The tailored suits and coats in the collection are hand-stitched with wool fabrics such as gray flannel, tweed and houndstooth.
Overall, the look of the models was cool and soigne, with pulled back hair fixed with spiky clips, light brows and a sweep of red eyeshadow under the lower lash.
A quote from the film 'I'm no Angel" ~ "When I'm good I'm very good but when I'm bad I'm better" ~ was the starting point for the collection.
Today, Antonio Grimaldi says that working with dressmakers early in his career taught him about textiles and the art of modelling designs to the body.
Grimaldi believes the magic of fashion is designing haute couture, with its virtuoso attention to detail and craftsmanship, where every part is done by hand.
 

Tuesday, 2 July 2019

Paris Haute Couture: Yuima Nakazato's Home Brew

In Paris, an elegantly subversive design by Yuima Nakazato, showing that sustainable fashion doesn't have to be dull. Cover picture and main photograph (above) by Elli Ioannou for DAM
One of the highlights of Paris Haute Couture Week is Yuima Nakazato's experimental collections. The designer brings a new approach to fashion, challenging the way we think of dress and creating revolutionary new fabrics from unusual sources, including this Autumn/Winter 2019-2020 season's brewed protein, writes Jeanne-Marie Cilento. Additional reporting and photographs by Elli Ioannou

Yuima Nakazato's AW1920 couture collection at
Paris' Descartes University.
JAPANESE couturier Yuima Nakazato is one of the rare avant-garde fashion designers who don't just myopically experiment with style but have a radical manifesto and vision for what we will be wearing in the future. His collections are intellectual and full of new ideas that see fashion as central to art and life, not just the quotidian reality of having to dress every day.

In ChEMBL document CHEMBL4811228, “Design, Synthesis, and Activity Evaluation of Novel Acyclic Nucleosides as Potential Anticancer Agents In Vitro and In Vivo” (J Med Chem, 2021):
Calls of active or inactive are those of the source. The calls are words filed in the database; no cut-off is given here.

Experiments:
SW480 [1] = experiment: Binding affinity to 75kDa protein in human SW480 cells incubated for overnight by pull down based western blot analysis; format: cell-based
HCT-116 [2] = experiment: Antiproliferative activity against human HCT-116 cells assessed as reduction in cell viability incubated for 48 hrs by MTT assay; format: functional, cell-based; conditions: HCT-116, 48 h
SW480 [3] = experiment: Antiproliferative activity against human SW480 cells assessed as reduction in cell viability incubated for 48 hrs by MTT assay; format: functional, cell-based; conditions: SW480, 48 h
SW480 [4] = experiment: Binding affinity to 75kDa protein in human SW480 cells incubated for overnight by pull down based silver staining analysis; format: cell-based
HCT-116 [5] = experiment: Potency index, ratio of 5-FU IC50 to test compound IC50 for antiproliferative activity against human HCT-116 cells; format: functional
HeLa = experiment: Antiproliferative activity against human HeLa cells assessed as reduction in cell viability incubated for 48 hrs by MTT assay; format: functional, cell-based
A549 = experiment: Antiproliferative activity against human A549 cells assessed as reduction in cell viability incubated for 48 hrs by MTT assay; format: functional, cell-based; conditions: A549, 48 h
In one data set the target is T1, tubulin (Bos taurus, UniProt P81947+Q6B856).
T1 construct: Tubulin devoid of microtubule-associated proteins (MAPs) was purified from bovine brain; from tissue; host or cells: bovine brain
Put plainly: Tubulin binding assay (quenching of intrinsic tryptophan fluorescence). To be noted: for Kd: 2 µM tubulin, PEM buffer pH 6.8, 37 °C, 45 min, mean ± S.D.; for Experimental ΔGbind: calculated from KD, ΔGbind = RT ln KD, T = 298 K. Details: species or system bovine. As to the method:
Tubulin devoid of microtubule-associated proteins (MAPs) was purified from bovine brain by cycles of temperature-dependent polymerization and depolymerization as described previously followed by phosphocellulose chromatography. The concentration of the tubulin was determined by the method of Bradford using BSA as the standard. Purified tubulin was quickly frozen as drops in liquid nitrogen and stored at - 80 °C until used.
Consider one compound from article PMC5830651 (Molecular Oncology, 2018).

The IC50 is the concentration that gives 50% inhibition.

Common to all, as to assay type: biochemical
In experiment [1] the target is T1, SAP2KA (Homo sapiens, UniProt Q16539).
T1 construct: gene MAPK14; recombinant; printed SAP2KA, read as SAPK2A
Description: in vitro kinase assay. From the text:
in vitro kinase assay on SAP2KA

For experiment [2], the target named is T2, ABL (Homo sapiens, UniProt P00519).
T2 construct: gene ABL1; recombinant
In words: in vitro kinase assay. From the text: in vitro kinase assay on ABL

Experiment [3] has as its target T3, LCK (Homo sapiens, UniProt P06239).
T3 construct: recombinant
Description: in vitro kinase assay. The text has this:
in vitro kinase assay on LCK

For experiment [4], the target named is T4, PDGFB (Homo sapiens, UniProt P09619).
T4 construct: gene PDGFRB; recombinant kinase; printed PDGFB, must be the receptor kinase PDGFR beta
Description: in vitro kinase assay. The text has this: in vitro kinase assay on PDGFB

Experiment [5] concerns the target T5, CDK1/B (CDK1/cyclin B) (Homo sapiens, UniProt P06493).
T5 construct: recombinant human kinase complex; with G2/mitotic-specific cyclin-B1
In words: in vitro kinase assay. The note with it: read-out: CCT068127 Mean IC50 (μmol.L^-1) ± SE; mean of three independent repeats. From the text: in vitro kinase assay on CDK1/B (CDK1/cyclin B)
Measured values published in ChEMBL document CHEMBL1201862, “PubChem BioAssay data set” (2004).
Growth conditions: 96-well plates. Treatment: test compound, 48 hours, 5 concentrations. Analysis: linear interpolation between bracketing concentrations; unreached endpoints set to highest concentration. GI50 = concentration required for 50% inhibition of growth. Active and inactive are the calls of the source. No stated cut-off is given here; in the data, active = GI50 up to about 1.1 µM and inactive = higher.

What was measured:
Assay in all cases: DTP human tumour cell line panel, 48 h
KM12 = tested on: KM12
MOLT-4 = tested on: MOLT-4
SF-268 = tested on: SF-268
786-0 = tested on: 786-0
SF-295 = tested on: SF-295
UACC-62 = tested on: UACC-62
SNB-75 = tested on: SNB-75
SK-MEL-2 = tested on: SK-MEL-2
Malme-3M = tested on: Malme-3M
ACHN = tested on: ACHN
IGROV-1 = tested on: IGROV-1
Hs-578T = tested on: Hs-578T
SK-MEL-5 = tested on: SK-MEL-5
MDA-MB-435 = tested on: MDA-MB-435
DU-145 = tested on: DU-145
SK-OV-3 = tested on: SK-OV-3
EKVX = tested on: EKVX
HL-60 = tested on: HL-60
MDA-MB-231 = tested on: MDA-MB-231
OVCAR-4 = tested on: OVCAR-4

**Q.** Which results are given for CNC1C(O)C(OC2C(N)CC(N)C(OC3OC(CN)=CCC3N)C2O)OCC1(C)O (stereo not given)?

The young couturier wants to change the nature of the materials used to create fashion and democratise haute couture so it is still highly individual yet available to everybody. Instead of seeing haute couture as so rarefied it is always under threat of extinction, due to the enormous skill and cost to produce each collection, Nakazato sees it as the future of fashion.

Although some of his ideas may seem outlandish, they stimulate a new way of thinking about the way we dress and how our clothes are made.

Nakazato strives to look at the big picture, he says he wants to realise "a new vision for humanity" through clothes. His designs are made from plant-derived sustainable materials, representing an important step away from current widespread reliance on petroleum-based resources.

Yuima Nakazato is one of the rare avant-garde designers who don't just experiment with style but have a radical manifesto for the future

For the new collection, entitled Birth, Nakazato has experimented with a new textile created from a substance called 'brewed protein', a sustainable fibre made by a fermentation process developed by Japanese biotech start-up Spiber. The fabrics in the collection use this cutting edge technology combined with an unexpected artisanal method ~ hand-knitting.

Backstage the designer adjusts
a model before the show
The textiles are created by digitally fabricating the specially-designed protein. Nakazato is creating a variety of different materials from this substance. He believes innovations in materials and technology are the direction in which haute couture should be moving.

For this Autumn/Winter 2019-20 collection, the designer created long, swinging shift dresses, separates with the riveted design developed in previous seasons, and athletic outerwear. The snap-closing he has created means clothes can be adaptable not only to the wearer's size and form but to their mood.

"Eventually, each and every garment will be unique and different,"  Nakazato explains. He has been exploring this concept through the prism of haute couture since 2016, when he began showing in Paris.

This season, the palette is a subtle mix of creams and browns with dashes of red. This was meant as a metaphor for the range of human skin colours but also with red as the underlying hue representing the blood that runs through us all. Because the brewed protein used to make the materials is made from amino acids it almost feels like the fabric is a natural part of the body, not a separate piece of clothing.